Report shows good prospects for construction, with strong GDP growth and demand for housing and offices

Libya has been highlighted in a new report as a highly attractive construction market. The country's economic prospects are strong, with GDP set to grow by 8% from 2008 to 2011. The report says Libya will “remain relatively immune from the international financial crisis”.

Libya is emerging from a long period of isolation during which international sanctions limited its growth. Now sanctions have been lifted and foreign and private sector investment is flooding in.

Construction opportunities are concentrated in the capital Tripoli, which has a population of 1.5 million and is growing at 2% annually.

Tripoli needs new housing – the existing stock is old, of low quality and low-rise –as well as offices. The report says: “Office space in Tripoli is vastly undersupplied, with almost no international A-grade stock and less than 100,000m2 of dedicated office tower space… At least 400,000m2 of new, A-grade office tower space is expected to come online between 2010 and 2012.”

Tripoli's housing market is being boosted by rising incomes, falling household sizes, an influx of high-net-worth expatriates and the need to renovate dilapidated stock. Office demand is being driven by Libya's high-potential economy and the growing number of multinational companies setting up in the capital.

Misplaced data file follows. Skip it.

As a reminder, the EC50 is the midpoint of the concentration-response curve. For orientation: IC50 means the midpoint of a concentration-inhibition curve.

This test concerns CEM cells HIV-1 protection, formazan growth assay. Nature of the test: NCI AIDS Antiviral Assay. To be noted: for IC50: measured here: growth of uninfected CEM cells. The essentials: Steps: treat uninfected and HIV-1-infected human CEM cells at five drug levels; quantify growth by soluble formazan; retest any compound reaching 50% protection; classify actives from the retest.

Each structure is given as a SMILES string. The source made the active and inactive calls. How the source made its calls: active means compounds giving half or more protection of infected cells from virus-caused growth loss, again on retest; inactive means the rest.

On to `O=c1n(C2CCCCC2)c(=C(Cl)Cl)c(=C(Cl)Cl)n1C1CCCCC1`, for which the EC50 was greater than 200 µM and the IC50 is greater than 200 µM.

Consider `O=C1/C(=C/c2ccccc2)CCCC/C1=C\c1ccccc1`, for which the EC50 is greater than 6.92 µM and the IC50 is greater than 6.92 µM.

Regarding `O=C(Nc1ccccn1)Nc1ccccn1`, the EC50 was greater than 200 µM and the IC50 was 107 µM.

Tripoli conflict museum
Planned projects in Tripoli include a conflict museum designed by UK architect Metropolitan Workshop

More than 25 major real estate projects are either under construction or awaiting planning approval in Tripoli, the report said. These range from mixed-use towers to diverse tourism-based developments. The highest concentration of sites is found in the emerging central business district around the Corinthia Bab Africa, the city's only five-star hotel.

International developers exploring the market include companies from the UAE, Qatar, the UK, Bahrain and Malta. The report said that “foreign developers entering the real estate market are strongly urged, if not required, to form joint ventures with Libyan companies in which the foreign party may hold a stake of up to 65%”.

It warned that Libya is not all plain sailing for foreign businesses, however. A major issue holding up construction has been the delayed release of the city-wide masterplan, which is now expected to be completed in the second quarter of 2009.

A further shadow has been cast by the proposed “dismantling” of most government ministries, which may take place in 2009.

In addition, foreign individuals, except those from certain North African countries, are not permitted to own land or property in Libya.

Lastly, the report warned that Libya is over-dependent on public sector investment.

The report, “Libya: Tripoli Residential and Office Real Estate 2009” by Research and Markets, is available online.